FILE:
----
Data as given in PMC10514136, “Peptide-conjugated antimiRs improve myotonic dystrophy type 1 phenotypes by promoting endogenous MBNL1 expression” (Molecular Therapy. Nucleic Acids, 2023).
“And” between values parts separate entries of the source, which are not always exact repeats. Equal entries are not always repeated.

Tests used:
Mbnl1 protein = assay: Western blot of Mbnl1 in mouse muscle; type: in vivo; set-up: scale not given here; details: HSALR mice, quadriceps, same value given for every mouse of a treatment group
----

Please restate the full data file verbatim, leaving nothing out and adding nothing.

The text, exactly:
Data as given in PMC10514136, “Peptide-conjugated antimiRs improve myotonic dystrophy type 1 phenotypes by promoting endogenous MBNL1 expression” (Molecular Therapy. Nucleic Acids, 2023).
“And” between values parts separate entries of the source, which are not always exact repeats. Equal entries are not always repeated.

Tests used:
Mbnl1 protein = assay: Western blot of Mbnl1 in mouse muscle; type: in vivo; set-up: scale not given here; details: HSALR mice, quadriceps, same value given for every mouse of a treatment group